I recently received an email from a customer, asking me for my advice on learning how to ski. After writing to her, it occurred to me that I should write a blog post about the ideas I'd expressed.
For those who don't know who I am or what Free the Powder is, I should give you a little background so you'll consider my opinions on ski related matters:
1) I started skiing before I can remember, when I was two years old. Before that I rode around the mountain on my Dad's back.
2) Most of my childhood was spent on the mountain, ski racing.
3) I went to college in a ski town. Skied more, studied less.
4) I have been a ski bum for the past 20+ years in Park City, Utah. I have had countless jobs, on and off the mountain, and business ventures that have allowed me to ski 100+ days per year.
5) I am the owner and head product designer of a ski industry company, Free the Powder Gloves. We design and make premium ski gloves and mittens.
6) I taught my wife to ski in her late 30s. And we're still married!
The last qualification listed above is probably the most pertinent, to give you a strong sense that I know of what I speak.
I have spent a lot of time during the past few years on the Bunny Hill (green runs / learning area) teaching my wife to ski and helping her progress from total-fear and non-coordination to complete competence. During that time I've watched a lot of other people learning to ski and analyzed the techniques of their instructors (professional and non-professional). I see teaching-by-example most of the time.
I don't understand this. Skiing is a very counter-intuitive sport.
Learning the skills and body motion required to ski needs to be taught from basic fundamentals on a need-to-know basis. One skill, one motion at a time. Don't be frustrated if your instructor is using this strategy.
Here is my opinion / advice on how to begin to learn to ski and save lots of money.
Most important. Before you take a professional lesson or even buy an expensive lift ticket at a resort:
1) Go to a used gear ski swap with a friend who skis. Buy cheap beginner boots, cheap beginner skis and cheap everything-else. You won't need new, performance gear for awhile. And you don't need the financial pressure created by just having spent a lot of money at a ski shop.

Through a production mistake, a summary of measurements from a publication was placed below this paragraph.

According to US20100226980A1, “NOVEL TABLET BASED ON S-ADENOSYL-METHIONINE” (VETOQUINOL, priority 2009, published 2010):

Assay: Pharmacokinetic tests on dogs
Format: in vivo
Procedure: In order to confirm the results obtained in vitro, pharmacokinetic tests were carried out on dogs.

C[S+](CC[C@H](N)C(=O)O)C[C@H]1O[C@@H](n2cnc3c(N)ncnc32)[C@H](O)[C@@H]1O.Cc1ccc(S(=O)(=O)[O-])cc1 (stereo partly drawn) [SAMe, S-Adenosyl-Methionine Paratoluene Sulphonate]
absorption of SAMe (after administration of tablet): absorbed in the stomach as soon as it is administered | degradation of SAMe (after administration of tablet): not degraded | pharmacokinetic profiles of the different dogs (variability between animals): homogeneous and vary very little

2) Make sure the boots are snug, but comfortable. They will pack out. Learn to put your boots on pain-free. I repeat, learn to put your boots on pain-free. If they don't go on relatively comfortably, find another pair. You don't need performance-fit when you're a beginner. You have other issues to deal with. Comfort. Comfort. Comfort. These beginner boots and their fit is meant to get you over the highest, first hurdle of learning to ski: foot pain.
3) At home, become comfortable taking your boots on and off, repeatedly. Become comfortable stepping in and out of your ski bindings, with your boots on. Use poles for balance.
4) Find a snowy slope or snow-packed driveway that is almost completely flat. Walk around for extended periods of time with your boots and skis on. Use your ski poles for balance. Just walking- forward, back, side to side, up the slope, down the slope. Become competent and confident moving around.
5) If you fall down, no problem. Learn to use your poles to click out of your bindings. Stand up with just your boots on your feet, only. Click out of BOTH skis first, then stand. NEVER try to stand up from a flat surface with your skis on (including low angle ski slope/ Bunny Hill/ learning area) unless you want torn knee ligaments and a very expensive surgery.
6) Once you are fairly confident walking around with your skis on, walk to the top of the slope (almost flat) and learn to glide/slide very slowly.
KEEP YOU HANDS AND WEIGHT FORWARD.
HANDS ALWAYS CHEST HIGH AND REACHING FORWARD. NEVER LOW, NEVER AT YOUR SIDE.
STAND IN THE FIGHT POSITION. STRONG, STABLE.
7) Find somebody to teach you the wedge, snow-plow. Go slow and move around a lot.
I just saved you a ton of cash!
Now, when you go to a ski resort and take a lesson, you need to tell your instructor (professional or non-professional):
"I promise you I will have patience for basic skill building. Please tell me what to do, watch me, and tell me WHAT I AM DOING WRONG. Please do not teach me by example."
They will like hearing that. Too many clients of professional instructors want to skip the really important, basic stuff.
Oh and one more piece of advice -if you pay for a private professional ski lesson: make your day all about learning how to ski. Be very clear up front with your instructor that you are there to learn, boot camp-style. Cut out the where-you-from personal chit-chat while sitting on the chairlift and during lunch. The instructor is on the clock and they are professionals so talk skiing, skiing, skiing. Technique, technique, technique...